Anyone who knows me would know that I’m an absolute Pilates convert. I’m a woman obsessed. And it’s no wonder why. There’s no other system out there quite like it, and its benefits for dancers are off the charts.
I take two Pilates studio sessions a week (I’d do more if I could squeeze them in!) and they are absolutely non-negotiable…I think I’ve missed maybe 5 classes in the space of 3 years! Pilates studio sessions incorporate specialised equipment like the trap table, the barrel, the reformer, and my personal fav and the Wunda chair. It also involves mat-based work, sometimes with smaller equipment like balls, magic circles and Therabands.
I’ve always learned so much about the movement potential of our bodies from my sessions with my instructors, Rachael and Emily. I’m constantly finding new little strengthening and lengthening techniques to adapt and work into my classes. But it isn’t just about the movement potential of pilates. A good pilates instructor is able to cue the correct movement through careful selection of words, imagery and tactile cues (tapping or placing a hand on a certain part of the body to bring awareness to that area).
With this in mind, Dance Domain recently teamed up with the incredible Rachael Sheridan, from Room For Movement in Annandale, for our latest Professional Development session. During this session, the DD teaching team were given a seminar and practical class that introduced us to fundamental principles of pilates.
This new blog series outlines some practical ways you can enrich your dance teaching practices by incorporating some techniques from the field of pilates.
Step one – breathing. When we’re moving our bodies about in new ways and trying to remember 17 different things at once, often the thing we forget to do is the most basic – breathing!
Who hasn’t finished an exercise at the barre only to take a massive breath and realise, “oh my gosh, I’d held my breath that whole time!?!” We’ve all done it, and we all see it in our students all the time.
During our session, Rachael introduced us to some basic principles of breathing, beginning with different types of breathing. This includes breathing into your tummy, your chest, and sideways into your ribs…even breathing to expand only one side of your ribs!
Best of all were tips on how breathing can affect the quality or execution of movement, like,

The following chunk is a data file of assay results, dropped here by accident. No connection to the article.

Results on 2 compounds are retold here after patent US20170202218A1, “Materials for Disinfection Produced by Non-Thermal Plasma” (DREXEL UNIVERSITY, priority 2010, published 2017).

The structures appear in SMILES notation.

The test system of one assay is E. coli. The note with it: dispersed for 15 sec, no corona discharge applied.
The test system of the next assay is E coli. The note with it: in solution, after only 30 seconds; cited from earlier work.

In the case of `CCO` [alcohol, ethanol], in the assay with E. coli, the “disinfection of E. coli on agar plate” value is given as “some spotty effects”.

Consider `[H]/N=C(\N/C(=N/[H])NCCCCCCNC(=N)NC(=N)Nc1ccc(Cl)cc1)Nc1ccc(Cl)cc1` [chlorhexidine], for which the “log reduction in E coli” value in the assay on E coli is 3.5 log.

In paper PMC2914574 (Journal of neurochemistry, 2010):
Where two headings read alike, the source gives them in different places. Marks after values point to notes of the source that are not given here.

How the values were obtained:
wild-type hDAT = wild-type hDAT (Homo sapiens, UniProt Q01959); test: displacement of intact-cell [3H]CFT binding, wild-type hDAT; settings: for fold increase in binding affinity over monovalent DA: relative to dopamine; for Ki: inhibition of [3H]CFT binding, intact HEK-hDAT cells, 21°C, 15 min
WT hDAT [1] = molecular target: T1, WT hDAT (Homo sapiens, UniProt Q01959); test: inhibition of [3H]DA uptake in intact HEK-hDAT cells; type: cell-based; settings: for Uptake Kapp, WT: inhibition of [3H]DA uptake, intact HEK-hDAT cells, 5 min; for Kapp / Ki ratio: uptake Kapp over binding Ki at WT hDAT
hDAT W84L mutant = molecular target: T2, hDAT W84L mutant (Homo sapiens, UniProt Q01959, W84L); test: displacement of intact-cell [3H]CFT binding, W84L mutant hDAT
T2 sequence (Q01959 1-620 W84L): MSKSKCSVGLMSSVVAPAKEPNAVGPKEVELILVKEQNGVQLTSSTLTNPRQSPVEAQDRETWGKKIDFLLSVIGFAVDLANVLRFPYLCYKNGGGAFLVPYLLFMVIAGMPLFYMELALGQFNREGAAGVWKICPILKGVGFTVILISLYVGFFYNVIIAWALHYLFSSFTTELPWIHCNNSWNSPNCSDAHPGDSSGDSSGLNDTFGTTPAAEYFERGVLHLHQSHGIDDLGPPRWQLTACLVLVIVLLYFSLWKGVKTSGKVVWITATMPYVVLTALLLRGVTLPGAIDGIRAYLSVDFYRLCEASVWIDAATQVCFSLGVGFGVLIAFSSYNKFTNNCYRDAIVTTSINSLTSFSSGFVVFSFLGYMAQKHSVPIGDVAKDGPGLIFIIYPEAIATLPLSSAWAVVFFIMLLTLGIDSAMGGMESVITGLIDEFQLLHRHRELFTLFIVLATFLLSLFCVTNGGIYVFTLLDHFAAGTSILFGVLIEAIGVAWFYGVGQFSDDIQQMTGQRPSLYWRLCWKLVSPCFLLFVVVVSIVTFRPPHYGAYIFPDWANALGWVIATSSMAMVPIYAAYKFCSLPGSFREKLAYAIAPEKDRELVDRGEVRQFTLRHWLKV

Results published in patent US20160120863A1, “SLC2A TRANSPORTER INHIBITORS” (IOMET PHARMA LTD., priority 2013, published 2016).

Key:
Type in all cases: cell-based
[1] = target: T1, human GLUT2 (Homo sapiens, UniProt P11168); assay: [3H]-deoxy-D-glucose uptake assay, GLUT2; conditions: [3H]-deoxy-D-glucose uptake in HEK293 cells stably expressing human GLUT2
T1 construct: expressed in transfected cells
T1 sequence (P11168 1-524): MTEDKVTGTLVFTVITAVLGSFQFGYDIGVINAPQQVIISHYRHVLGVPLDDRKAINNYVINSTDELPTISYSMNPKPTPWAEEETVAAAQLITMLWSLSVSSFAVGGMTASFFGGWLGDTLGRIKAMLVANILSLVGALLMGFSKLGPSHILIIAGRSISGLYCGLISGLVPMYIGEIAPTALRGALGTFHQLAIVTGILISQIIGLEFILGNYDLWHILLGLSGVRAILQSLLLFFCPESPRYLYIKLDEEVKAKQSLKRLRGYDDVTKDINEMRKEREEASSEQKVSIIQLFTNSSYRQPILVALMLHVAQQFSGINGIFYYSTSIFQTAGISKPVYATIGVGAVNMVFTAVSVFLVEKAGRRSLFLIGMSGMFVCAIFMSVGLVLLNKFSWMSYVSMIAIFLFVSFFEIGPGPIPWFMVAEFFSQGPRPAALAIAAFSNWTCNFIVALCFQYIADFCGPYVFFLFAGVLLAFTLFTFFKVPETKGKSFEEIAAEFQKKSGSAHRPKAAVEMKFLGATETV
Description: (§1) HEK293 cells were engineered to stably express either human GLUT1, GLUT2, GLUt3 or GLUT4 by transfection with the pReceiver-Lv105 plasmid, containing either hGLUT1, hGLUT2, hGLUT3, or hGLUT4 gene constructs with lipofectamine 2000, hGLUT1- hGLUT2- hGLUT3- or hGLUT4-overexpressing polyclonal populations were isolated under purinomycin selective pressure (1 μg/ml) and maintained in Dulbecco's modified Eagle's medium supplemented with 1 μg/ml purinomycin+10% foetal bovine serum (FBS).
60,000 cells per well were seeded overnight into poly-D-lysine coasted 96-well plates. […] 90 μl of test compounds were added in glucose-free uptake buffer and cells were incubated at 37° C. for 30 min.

Conversely, by breathing out during an extension, we’re able to provide the body with more strength and stability. Try it for yourself! Lay on your tummy on the floor with your hands underneath your shoulders and press into a back extension. Do it a few times breathing in on the upward phase, then swap over to breathing out on the upward phase. Feel the difference?
We tried different breathing patterns for a whole range of movement – kicks, turns, contractions, roll downs, reaching to the side. We even began to think about how we can apply breathing to help negotiate particular pathologies: if a student has tight hamstrings and they tuck their pelvis under when doing kicks across the floor, ask them to breathe in as they kick the leg up to help lengthen their spine. Genius!
You can also apply breathing techniques to achieve particular movement qualities, such as a movement that is more lengthened and smooth or a move that is sharper. We tried throwing one arm up into the air above our head whilst quickly breathing in (the shoulder lifts as the ribcage expands from the breath in and the movement looks and feels longer) and then again while quickly breathing out (the shoulder stays down as the ribcage contracts and the movement looks and feels stronger and sharper).
Such a useful little tool to remember when polishing dances and trying to elicit a similar movement quality from a group of dancers.
As teachers, we all know how important breathing is, but a session like this really brought awareness back to breathing in a whole new way. Being able to cue breath patterns in our students, something that is so accessible to students of all ages, we can work on getting bodies moving to their full potential in the safest way.
So the next time you’re dancing or teaching, or even polishing a dance, think about your breathing and try different patterns.
Stay tuned for the next post in our Pilates Principles for Dance Teaching series!
In the Inner West and looking for a Pilates instructor?
Contact Rachael at Room For Movement in Annandale. She’s an absolute magician!
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